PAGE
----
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Re: ext3 under MIPS?

To: Jan-Benedict Glaw <jbglaw@lug-owl.de>
Subject: Re: ext3 under MIPS?
From: Hartvig Ekner <hartvig@ekner.info>
Date: Fri, 11 Apr 2003 12:05:22 +0200
Cc: Linux MIPS mailing list <linux-mips@linux-mips.org>
Original-recipient: rfc822;linux-mips@linux-mips.org
References: <3E954651.C7AECB90@ekner.info> <20030410154050.GI5242@lug-owl.de> <3E95D16D.1671BA5A@ekner.info> <20030411064754.GM5242@lug-owl.de>
Sender: linux-mips-bounce@linux-mips.org
I think you are right, something else is wrong, very wrong, probably not 
related to ext3 recovery at all.
It might be as simple as the way I converted the root ext2 to ext3 was done 
wrongly. Take a look
here:

When the system starts up (after the fake crash) with root in RO mode, I get 
(as previously
explained):

Checking root filesystem
/dev/hdc2: Inodes that were part of a corrupted orphan linked list found.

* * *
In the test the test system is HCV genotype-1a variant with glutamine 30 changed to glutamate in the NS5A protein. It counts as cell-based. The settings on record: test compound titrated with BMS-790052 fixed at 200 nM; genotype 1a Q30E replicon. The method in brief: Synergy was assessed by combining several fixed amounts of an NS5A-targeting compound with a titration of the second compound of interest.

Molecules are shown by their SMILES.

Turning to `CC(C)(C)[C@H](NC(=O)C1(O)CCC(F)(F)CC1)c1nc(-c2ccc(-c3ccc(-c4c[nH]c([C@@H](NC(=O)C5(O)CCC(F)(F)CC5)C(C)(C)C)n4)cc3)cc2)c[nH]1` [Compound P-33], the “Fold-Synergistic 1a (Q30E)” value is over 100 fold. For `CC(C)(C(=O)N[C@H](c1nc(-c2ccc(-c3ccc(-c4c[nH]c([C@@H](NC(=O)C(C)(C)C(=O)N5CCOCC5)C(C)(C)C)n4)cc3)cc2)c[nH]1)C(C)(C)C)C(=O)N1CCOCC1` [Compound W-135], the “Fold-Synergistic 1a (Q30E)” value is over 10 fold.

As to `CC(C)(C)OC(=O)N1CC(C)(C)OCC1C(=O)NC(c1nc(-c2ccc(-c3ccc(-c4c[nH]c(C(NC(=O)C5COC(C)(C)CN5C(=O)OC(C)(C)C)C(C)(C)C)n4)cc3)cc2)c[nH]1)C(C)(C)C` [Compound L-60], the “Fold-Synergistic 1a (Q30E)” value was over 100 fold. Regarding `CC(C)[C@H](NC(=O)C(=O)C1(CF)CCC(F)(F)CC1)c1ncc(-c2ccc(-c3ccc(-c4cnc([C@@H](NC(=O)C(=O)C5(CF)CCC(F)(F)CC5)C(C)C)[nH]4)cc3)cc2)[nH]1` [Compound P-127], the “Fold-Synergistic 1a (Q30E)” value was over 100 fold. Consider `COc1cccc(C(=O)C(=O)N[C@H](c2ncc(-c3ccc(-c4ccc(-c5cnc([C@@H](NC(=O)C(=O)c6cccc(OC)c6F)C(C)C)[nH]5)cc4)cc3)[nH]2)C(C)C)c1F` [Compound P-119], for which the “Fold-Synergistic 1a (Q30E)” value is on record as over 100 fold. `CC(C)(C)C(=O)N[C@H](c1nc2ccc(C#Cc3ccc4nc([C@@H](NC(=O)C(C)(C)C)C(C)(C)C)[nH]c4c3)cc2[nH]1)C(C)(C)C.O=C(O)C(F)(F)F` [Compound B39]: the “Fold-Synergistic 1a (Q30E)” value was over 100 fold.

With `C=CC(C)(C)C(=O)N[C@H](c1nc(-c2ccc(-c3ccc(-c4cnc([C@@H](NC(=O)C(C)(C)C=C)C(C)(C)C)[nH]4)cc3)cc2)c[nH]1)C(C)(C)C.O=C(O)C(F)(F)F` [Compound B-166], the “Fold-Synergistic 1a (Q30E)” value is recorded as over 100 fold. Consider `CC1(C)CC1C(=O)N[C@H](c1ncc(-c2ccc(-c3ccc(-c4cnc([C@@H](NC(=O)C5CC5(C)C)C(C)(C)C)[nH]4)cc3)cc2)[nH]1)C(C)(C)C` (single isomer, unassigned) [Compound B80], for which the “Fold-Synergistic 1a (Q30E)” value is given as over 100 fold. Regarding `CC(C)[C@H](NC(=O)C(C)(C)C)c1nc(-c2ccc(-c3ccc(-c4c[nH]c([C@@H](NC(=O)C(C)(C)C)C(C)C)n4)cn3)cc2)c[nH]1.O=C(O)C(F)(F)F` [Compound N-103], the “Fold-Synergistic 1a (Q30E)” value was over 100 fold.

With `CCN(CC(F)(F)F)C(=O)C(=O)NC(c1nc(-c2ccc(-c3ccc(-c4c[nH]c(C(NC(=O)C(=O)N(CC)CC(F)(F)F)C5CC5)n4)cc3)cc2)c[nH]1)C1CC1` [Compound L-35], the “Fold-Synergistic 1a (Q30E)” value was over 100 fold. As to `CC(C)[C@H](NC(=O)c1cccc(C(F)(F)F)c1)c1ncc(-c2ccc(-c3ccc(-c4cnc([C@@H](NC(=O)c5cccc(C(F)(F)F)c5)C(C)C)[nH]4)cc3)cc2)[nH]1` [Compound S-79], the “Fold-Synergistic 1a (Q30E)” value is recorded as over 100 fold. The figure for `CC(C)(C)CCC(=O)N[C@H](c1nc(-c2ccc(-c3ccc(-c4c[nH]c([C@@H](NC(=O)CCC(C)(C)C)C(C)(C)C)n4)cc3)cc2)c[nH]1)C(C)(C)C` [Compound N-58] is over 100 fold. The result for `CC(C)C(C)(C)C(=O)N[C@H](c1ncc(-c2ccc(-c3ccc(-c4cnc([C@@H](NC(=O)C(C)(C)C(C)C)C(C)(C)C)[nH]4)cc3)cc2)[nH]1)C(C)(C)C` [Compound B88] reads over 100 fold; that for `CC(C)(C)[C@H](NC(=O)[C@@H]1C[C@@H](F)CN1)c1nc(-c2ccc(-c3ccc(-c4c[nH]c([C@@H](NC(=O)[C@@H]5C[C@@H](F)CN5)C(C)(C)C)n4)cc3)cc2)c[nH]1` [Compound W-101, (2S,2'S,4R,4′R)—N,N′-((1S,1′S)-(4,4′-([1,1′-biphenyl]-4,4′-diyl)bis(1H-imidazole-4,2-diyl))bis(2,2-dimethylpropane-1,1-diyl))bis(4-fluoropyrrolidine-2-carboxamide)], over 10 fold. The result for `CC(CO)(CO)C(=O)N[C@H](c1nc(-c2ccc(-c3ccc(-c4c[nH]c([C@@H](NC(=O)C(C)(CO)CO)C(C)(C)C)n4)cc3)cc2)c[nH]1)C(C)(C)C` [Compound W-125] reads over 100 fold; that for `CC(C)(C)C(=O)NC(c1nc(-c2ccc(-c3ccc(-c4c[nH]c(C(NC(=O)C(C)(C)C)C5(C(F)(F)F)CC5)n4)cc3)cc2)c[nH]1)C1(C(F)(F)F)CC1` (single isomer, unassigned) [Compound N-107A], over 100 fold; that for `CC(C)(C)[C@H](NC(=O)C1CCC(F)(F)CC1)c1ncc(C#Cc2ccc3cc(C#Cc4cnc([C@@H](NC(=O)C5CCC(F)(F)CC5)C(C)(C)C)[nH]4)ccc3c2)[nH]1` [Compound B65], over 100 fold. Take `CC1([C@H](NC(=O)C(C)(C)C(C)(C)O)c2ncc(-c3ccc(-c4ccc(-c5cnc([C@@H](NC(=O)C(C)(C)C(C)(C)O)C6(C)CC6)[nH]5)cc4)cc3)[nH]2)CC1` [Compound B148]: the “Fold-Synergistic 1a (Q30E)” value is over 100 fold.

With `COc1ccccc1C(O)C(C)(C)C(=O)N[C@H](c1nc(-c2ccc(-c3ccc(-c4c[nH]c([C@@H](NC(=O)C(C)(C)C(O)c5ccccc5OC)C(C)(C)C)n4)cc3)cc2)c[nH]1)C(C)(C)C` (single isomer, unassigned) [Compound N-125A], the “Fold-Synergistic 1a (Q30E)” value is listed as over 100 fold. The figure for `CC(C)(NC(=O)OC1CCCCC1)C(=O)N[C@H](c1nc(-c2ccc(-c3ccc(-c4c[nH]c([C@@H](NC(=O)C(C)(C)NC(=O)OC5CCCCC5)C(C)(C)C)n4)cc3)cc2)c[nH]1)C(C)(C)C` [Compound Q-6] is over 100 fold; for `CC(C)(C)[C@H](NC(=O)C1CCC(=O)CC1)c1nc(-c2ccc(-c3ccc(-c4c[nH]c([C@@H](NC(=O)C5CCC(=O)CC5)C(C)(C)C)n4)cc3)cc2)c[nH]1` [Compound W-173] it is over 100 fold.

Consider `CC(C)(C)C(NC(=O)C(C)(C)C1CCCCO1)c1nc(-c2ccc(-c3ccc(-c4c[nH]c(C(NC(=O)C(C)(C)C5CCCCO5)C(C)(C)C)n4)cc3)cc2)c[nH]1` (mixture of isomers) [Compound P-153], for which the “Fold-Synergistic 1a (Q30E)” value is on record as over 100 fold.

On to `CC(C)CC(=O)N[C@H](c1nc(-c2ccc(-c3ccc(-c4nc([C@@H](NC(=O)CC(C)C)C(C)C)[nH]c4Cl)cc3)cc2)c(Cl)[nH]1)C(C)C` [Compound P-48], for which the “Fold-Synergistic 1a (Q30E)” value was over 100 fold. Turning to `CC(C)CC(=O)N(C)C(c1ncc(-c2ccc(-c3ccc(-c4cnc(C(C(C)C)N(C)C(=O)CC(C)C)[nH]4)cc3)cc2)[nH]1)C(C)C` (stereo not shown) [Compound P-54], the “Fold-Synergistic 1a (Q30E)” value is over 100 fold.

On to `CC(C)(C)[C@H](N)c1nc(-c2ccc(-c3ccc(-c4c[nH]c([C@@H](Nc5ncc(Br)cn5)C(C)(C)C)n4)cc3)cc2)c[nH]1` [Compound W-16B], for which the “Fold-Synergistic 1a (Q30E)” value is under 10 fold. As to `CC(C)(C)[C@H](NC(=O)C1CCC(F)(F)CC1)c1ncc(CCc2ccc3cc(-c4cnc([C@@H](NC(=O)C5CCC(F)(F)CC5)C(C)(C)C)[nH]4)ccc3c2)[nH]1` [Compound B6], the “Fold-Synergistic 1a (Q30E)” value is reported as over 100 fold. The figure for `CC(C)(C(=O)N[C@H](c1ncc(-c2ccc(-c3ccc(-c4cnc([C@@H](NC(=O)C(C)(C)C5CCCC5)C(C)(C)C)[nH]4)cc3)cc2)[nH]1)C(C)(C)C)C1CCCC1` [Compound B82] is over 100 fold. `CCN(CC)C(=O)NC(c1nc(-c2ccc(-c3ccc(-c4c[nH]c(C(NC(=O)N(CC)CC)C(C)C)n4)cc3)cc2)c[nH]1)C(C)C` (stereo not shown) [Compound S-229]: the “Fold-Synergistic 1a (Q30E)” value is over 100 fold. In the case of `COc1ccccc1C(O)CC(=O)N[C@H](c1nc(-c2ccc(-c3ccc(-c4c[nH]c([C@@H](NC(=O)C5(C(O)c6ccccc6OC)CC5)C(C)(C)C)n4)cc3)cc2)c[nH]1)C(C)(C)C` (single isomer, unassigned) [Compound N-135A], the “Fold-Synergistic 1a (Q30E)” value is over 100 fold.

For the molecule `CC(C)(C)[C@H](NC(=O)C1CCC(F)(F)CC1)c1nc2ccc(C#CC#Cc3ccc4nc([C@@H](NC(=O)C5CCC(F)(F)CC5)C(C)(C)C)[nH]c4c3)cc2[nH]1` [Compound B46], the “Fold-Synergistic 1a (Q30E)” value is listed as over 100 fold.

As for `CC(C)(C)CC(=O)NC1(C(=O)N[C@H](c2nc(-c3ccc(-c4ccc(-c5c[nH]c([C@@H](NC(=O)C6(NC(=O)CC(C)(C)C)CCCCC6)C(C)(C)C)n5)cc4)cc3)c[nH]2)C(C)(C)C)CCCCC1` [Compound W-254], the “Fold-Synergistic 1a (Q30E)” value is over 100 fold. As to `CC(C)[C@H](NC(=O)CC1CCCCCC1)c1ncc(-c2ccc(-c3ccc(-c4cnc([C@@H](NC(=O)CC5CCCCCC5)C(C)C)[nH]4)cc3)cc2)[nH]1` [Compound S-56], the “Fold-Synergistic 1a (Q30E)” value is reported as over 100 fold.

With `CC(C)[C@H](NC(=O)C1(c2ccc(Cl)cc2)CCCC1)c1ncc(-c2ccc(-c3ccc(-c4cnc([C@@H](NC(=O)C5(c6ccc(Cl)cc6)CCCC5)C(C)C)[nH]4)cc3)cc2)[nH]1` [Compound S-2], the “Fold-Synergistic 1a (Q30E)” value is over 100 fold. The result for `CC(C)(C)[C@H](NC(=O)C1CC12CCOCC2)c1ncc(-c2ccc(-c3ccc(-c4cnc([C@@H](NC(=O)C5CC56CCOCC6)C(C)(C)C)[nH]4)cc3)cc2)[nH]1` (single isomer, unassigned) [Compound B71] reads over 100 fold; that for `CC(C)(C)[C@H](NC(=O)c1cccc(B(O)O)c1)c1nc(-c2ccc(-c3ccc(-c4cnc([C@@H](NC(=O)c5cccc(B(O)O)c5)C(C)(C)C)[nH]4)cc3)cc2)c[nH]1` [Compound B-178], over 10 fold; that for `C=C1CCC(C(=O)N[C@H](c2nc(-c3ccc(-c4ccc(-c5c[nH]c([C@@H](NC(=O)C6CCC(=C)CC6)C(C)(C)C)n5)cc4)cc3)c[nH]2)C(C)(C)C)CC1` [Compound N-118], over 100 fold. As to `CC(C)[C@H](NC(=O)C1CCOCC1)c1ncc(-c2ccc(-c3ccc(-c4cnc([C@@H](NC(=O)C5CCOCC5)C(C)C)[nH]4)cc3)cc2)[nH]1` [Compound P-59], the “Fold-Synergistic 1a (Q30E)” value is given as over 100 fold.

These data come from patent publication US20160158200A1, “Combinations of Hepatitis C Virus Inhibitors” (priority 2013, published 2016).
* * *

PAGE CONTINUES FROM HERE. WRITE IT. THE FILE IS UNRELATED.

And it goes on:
[/sbin/fsck.ext3 (1) -- /] fsck.ext3 -a -f /dev/hdc2
/dev/hdc2: UNEXPECTED INCONSISTENCY; RUN fsck MANUALLY.
        (i.e., without -a or -p options)
xxx The return code from fsck was 4
[FAILED]

*** An error occurred during the file system check.
*** Dropping you to a shell; the system will reboot
*** when you leave the shell.
Give root password for maintenance
(or type Control-D for normal startup):

I then login and run the fsck manually:

(Repair filesystem) 1 # fsck.ext3 -y /dev/hdc2
e2fsck 1.27 (8-Mar-2002)
/dev/hdc2 contains a file system with errors, check forced.
Pass 1: Checking inodes, blocks, and sizes
Inodes that were part of a corrupted orphan linked list found.  Fix? yes
Inode 653 was part of the orphaned inode list.  FIXED.
Inode 33040 was part of the orphaned inode list.  FIXED.
... stuff deleted
Inode 434395 was part of the orphaned inode list.  FIXED.
Inode 465769 was part of the orphaned inode list.  FIXED.
Pass 2: Checking directory structure
Pass 3: Checking directory connectivity
Pass 4: Checking reference counts
Pass 5: Checking group summary information

/dev/hdc2: ***** FILE SYSTEM WAS MODIFIED *****
/dev/hdc2: 43937/513024 files (0.1% non-contiguous), 188654/1024002 blocks

Now one would believe the disk is fine, as in eg:

(Repair filesystem) 2 # fsck.ext3 -y /dev/hdc2
e2fsck 1.27 (8-Mar-2002)
/dev/hdc2: clean, 43937/513024 files, 188654/1024002 blocks

So, I thought everything was fine. WRONG. If I force another filesystem check,